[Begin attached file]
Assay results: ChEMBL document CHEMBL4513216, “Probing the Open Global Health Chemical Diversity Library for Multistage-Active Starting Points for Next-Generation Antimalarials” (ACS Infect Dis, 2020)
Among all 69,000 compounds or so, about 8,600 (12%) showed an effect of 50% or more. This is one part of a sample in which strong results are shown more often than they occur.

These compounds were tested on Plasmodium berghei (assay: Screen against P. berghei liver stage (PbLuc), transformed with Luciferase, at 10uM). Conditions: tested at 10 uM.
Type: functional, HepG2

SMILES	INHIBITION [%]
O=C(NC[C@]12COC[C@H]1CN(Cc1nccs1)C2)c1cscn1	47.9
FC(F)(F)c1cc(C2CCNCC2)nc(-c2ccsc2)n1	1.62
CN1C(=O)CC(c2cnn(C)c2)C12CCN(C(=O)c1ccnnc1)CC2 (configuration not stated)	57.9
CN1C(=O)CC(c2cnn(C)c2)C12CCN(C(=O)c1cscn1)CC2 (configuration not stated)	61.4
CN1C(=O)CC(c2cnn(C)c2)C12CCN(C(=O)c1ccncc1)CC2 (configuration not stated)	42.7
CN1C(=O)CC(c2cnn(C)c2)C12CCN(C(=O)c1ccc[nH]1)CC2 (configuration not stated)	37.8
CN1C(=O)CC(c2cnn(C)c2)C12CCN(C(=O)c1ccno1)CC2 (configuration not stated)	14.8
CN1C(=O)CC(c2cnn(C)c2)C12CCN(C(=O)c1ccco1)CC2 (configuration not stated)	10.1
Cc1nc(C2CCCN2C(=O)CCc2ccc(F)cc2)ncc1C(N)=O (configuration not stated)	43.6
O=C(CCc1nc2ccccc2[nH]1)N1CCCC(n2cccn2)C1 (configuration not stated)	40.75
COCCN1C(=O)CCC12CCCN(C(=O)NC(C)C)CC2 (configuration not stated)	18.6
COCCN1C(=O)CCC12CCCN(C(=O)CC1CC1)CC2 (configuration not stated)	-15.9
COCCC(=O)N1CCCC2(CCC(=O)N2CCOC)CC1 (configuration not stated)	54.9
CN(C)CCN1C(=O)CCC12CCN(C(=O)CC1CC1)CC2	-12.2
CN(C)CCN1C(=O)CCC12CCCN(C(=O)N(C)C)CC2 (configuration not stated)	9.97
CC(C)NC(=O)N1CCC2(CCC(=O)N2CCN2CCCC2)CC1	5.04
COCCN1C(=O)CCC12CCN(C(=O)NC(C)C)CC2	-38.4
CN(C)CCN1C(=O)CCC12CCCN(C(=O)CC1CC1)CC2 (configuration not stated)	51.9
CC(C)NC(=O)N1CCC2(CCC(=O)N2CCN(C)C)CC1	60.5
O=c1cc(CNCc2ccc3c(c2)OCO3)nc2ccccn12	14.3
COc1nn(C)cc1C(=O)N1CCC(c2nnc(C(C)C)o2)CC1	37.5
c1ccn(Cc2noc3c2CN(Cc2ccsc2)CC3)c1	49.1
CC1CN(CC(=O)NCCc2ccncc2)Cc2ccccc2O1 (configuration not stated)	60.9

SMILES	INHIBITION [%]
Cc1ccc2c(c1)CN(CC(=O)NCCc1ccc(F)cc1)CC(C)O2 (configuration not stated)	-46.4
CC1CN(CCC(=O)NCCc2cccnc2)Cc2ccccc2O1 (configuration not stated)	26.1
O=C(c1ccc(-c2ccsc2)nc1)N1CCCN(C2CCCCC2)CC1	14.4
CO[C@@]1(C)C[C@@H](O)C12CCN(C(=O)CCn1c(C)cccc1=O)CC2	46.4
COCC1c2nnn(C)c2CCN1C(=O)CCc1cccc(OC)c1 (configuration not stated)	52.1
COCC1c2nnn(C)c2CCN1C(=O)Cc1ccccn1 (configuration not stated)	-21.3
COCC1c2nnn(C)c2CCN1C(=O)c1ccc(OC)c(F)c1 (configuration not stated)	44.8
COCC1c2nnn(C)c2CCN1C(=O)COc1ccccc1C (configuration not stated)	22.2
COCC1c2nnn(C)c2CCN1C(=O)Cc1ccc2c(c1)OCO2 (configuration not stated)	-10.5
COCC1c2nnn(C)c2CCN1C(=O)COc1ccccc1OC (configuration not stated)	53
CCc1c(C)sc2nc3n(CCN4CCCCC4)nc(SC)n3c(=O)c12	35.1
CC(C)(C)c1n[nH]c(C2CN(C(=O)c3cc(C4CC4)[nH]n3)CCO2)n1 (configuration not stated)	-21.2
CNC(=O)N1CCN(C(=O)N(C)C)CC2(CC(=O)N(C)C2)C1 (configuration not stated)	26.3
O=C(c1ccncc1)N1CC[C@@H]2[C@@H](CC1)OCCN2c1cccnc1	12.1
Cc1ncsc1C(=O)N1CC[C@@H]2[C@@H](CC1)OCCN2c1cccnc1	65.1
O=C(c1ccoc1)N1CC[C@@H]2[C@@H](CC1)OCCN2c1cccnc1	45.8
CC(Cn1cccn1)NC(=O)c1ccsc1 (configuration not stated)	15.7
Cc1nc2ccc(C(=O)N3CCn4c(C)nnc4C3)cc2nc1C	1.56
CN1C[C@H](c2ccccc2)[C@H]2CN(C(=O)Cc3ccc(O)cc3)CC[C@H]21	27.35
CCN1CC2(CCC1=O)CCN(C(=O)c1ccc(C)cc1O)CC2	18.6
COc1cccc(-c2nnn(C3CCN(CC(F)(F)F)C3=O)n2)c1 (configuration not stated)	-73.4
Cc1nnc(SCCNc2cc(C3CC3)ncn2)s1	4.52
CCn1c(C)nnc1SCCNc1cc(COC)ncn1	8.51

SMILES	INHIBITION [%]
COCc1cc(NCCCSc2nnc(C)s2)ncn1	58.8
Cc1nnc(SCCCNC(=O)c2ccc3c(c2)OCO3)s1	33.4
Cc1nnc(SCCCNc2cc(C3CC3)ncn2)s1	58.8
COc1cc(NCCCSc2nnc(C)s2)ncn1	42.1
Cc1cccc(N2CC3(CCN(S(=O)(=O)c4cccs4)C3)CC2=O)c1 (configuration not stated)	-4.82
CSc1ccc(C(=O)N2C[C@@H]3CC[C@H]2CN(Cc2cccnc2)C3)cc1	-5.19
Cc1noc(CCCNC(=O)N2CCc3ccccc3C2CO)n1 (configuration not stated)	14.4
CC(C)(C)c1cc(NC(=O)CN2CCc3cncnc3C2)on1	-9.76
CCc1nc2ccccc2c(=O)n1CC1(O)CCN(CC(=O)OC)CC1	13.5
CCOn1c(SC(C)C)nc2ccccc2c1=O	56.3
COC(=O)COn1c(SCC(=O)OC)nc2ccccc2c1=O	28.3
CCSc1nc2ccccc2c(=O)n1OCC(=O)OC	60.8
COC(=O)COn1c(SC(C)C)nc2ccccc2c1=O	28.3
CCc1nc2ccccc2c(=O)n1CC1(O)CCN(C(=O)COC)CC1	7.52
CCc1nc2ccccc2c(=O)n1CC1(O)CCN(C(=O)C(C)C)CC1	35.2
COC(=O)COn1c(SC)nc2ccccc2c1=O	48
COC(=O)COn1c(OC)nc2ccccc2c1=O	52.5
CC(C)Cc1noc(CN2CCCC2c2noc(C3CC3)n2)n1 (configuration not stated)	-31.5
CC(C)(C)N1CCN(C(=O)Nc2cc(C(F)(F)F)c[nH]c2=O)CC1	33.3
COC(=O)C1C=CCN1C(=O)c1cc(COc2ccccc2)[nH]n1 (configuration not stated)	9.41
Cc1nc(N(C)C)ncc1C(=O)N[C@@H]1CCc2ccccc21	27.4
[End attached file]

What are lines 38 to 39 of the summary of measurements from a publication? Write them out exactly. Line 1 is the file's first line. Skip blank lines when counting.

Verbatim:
COCC1c2nnn(C)c2CCN1C(=O)Cc1ccc2c(c1)OCO2 (configuration not stated)	-10.5
COCC1c2nnn(C)c2CCN1C(=O)COc1ccccc1OC (configuration not stated)	53